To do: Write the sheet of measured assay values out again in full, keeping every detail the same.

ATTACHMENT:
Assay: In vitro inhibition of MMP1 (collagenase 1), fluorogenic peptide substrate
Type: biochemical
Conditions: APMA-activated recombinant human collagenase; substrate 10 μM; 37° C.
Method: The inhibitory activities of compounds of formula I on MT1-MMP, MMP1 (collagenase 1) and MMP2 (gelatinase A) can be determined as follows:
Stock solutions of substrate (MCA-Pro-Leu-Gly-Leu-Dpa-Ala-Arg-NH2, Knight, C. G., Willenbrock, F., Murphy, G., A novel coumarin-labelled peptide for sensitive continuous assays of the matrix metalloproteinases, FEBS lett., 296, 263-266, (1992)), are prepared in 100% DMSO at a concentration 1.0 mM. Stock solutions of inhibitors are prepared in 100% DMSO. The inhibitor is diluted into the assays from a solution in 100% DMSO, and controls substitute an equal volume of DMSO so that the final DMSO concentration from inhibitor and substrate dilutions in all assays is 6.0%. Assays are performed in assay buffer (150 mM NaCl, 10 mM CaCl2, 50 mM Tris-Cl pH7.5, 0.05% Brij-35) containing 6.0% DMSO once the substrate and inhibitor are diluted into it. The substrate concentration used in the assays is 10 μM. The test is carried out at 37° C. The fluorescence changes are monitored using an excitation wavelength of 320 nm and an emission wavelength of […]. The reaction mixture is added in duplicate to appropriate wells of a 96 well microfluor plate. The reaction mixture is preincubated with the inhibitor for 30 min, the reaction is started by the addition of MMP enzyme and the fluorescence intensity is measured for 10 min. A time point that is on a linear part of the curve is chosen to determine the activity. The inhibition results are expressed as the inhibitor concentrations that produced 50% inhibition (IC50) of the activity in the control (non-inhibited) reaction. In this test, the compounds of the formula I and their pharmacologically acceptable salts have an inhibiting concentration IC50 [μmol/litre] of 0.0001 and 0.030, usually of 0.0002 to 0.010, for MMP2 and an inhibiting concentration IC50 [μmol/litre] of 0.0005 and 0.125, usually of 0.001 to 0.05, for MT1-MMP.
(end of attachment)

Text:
Assay: In vitro inhibition of MMP1 (collagenase 1), fluorogenic peptide substrate
Type: biochemical
Conditions: APMA-activated recombinant human collagenase; substrate 10 μM; 37° C.
Method: The inhibitory activities of compounds of formula I on MT1-MMP, MMP1 (collagenase 1) and MMP2 (gelatinase A) can be determined as follows:
Stock solutions of substrate (MCA-Pro-Leu-Gly-Leu-Dpa-Ala-Arg-NH2, Knight, C. G., Willenbrock, F., Murphy, G., A novel coumarin-labelled peptide for sensitive continuous assays of the matrix metalloproteinases, FEBS lett., 296, 263-266, (1992)), are prepared in 100% DMSO at a concentration 1.0 mM. Stock solutions of inhibitors are prepared in 100% DMSO. The inhibitor is diluted into the assays from a solution in 100% DMSO, and controls substitute an equal volume of DMSO so that the final DMSO concentration from inhibitor and substrate dilutions in all assays is 6.0%. Assays are performed in assay buffer (150 mM NaCl, 10 mM CaCl2, 50 mM Tris-Cl pH7.5, 0.05% Brij-35) containing 6.0% DMSO once the substrate and inhibitor are diluted into it. The substrate concentration used in the assays is 10 μM. The test is carried out at 37° C. The fluorescence changes are monitored using an excitation wavelength of 320 nm and an emission wavelength of […]. The reaction mixture is added in duplicate to appropriate wells of a 96 well microfluor plate. The reaction mixture is preincubated with the inhibitor for 30 min, the reaction is started by the addition of MMP enzyme and the fluorescence intensity is measured for 10 min. A time point that is on a linear part of the curve is chosen to determine the activity. The inhibition results are expressed as the inhibitor concentrations that produced 50% inhibition (IC50) of the activity in the control (non-inhibited) reaction. In this test, the compounds of the formula I and their pharmacologically acceptable salts have an inhibiting concentration IC50 [μmol/litre] of 0.0001 and 0.030, usually of 0.0002 to 0.010, for MMP2 and an inhibiting concentration IC50 [μmol/litre] of 0.0005 and 0.125, usually of 0.001 to 0.05, for MT1-MMP.